Shanghai Open University, an adult higher education institution, has raised eyebrows with its plan to offer an undergraduate degree in housekeeping, the first in the city. Established as a vocational program in 2012, the curriculum teaches practical skills such as cleaning, cooking, and floral decoration, as well as theoretical knowledge of sociology and psychology. Pending government approval, admissions for the undergraduate program will begin as early as spring 2021.
What’s the story?
Across China, the housekeeping market is growing rapidly, a study by online classified ad giant 58.com shows. Housekeepers in major cities reported average monthly earnings of 8,875 yuan ($1,270) in 2019, on par with that of many college graduates. Over 70% of people described housekeeping as an “indispensable” service. However, social stigma surrounding the job — such as illiteracy and bad manners — often deters people from pursuing it as a career and makes consumers think twice before choosing a housekeeper.
Seeing a rising demand for housekeepers, colleges have begun setting up relevant vocational and undergraduate degree programs, but some have been struggling to keep them running amid low enrollment rates and negative social perception. The situation improved slightly with national and local policies to support the business. In December, Shanghai announced a series of health care and housing subsidies for housekeepers, effective this May.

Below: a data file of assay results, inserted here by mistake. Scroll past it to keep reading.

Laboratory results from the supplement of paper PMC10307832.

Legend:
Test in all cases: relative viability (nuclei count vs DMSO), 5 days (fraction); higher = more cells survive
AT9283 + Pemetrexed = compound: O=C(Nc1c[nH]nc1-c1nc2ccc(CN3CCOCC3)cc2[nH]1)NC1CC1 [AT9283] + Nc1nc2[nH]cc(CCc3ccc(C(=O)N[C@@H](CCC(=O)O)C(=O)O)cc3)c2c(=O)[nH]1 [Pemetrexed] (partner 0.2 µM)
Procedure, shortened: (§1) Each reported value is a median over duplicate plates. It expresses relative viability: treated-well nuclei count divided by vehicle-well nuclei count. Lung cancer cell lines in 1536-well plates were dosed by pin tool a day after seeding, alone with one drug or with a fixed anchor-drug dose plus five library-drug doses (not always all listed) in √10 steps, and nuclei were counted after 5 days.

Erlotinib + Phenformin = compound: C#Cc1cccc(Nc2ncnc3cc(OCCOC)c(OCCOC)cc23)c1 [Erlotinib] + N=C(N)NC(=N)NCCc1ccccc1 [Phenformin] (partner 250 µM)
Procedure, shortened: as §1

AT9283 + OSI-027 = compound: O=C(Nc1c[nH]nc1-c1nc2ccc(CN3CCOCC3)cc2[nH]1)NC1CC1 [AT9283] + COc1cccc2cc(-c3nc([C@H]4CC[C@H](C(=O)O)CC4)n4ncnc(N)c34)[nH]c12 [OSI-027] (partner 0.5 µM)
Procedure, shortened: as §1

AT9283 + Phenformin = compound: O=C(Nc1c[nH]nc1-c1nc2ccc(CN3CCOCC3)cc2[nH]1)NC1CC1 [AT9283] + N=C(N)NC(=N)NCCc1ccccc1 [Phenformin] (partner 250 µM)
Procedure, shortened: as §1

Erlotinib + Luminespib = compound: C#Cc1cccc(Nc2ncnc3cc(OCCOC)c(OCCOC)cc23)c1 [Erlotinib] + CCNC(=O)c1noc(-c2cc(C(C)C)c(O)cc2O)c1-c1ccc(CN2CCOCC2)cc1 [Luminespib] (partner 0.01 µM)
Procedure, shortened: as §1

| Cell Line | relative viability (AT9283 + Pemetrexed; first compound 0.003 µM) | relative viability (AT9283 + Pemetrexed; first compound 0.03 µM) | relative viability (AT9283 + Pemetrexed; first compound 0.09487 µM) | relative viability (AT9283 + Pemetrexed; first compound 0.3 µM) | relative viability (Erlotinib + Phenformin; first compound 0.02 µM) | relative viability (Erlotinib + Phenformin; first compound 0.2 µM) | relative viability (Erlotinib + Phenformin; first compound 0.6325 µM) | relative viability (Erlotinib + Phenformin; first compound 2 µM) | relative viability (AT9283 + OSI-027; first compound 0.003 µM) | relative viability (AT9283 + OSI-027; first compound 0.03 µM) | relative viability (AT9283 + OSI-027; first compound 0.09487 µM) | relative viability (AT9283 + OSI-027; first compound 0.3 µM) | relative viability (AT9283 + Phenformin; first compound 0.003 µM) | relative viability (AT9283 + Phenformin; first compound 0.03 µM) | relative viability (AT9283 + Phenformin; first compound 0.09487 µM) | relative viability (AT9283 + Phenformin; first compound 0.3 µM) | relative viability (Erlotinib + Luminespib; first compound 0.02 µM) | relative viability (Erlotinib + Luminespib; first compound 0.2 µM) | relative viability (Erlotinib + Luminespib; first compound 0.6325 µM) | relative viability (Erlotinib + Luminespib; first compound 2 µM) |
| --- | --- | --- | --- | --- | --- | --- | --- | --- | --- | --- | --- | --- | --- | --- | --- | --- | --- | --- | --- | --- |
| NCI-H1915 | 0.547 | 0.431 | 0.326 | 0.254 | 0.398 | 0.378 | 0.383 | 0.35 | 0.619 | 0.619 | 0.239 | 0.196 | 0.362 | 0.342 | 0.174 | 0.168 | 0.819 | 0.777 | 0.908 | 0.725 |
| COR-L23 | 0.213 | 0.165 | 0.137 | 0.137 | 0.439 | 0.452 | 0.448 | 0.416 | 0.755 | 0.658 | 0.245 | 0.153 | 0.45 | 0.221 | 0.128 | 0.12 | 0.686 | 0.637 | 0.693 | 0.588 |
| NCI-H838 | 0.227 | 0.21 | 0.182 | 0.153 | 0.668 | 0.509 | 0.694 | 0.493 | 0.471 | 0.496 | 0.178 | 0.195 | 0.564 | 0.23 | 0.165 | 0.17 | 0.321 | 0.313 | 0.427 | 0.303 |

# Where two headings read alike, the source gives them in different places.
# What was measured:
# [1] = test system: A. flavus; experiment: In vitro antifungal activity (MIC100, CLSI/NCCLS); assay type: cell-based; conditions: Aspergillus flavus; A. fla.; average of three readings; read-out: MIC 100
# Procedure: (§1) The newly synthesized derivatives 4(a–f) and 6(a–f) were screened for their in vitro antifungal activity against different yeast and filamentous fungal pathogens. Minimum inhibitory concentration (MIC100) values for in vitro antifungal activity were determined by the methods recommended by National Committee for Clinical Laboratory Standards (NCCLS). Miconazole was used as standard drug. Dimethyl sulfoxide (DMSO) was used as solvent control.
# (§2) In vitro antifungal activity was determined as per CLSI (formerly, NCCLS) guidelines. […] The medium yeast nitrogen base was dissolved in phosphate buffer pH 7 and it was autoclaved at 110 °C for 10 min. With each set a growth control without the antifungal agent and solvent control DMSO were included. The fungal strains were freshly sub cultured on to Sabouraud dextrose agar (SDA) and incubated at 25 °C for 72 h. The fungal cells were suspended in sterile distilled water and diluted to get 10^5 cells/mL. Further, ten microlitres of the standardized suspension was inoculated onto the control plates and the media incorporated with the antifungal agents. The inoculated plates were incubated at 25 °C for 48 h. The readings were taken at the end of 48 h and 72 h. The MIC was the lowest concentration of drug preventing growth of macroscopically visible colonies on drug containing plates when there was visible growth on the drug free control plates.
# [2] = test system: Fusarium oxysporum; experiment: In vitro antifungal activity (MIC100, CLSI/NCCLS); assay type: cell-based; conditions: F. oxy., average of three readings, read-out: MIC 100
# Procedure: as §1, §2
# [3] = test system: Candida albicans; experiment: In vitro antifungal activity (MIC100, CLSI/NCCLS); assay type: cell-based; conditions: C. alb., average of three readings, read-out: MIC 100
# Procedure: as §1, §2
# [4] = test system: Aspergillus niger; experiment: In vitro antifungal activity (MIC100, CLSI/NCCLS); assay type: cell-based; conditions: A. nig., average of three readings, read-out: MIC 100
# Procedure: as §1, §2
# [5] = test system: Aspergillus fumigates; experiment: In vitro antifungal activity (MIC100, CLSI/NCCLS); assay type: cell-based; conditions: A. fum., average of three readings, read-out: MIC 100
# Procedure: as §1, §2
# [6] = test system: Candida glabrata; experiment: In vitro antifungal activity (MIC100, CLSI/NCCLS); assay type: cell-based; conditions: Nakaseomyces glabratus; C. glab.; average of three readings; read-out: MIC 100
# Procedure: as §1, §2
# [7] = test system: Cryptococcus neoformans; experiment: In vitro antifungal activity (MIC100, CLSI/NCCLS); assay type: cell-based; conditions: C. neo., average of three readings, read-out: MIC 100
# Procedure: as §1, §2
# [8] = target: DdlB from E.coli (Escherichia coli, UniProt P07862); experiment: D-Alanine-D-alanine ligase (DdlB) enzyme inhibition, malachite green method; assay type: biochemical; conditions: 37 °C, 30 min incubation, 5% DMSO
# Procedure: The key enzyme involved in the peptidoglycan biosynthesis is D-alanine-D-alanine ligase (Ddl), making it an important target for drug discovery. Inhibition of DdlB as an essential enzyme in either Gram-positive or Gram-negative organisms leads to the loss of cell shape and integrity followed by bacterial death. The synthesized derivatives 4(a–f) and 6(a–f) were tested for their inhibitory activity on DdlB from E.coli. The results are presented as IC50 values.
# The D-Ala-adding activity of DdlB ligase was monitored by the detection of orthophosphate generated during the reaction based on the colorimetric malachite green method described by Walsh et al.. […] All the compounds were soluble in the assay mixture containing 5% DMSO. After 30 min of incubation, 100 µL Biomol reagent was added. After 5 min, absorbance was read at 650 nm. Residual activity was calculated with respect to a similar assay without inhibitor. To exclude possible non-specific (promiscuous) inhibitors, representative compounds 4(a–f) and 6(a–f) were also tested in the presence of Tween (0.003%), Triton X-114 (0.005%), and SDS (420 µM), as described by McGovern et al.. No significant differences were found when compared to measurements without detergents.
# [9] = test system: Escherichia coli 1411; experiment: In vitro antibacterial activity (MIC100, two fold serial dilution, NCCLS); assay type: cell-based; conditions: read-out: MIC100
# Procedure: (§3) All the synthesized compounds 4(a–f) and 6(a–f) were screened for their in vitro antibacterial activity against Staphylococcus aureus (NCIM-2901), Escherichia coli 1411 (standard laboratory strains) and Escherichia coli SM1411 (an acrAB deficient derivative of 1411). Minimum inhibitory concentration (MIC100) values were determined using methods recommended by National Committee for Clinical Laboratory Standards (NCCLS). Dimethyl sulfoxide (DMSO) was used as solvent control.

The current vocational program at Shanghai Open University enrolls a variety of students from young mothers to soon-to-be retirees, attracted by the high demand for well-educated housekeepers, according to China News Service. With plans for an undergraduate program, the university hopes to train well-rounded housekeepers geared toward high-end consumers and management positions at housekeeping firms.
What are people saying online?
“This is good news,” one user commented. “Right now it’s hard to distinguish the good housekeepers from the bad in a disorganized job market.” While some worry that undergraduates will feel pressured to redefine themselves in a world where housekeepers can receive college diplomas, others argue that it is the housekeeping profession itself that should be redefined. “People need to realize that the evolving housekeeping industry demands knowledge and talent beyond basic cooking and cleaning,” another user wrote.
Meanwhile, many people argue that there needs to be less stigma surrounding housekeeping before vocational programs can be upgraded to real majors. In response, several college students said, “Don’t worry. I’m already tempted by the high earnings of housekeepers.”
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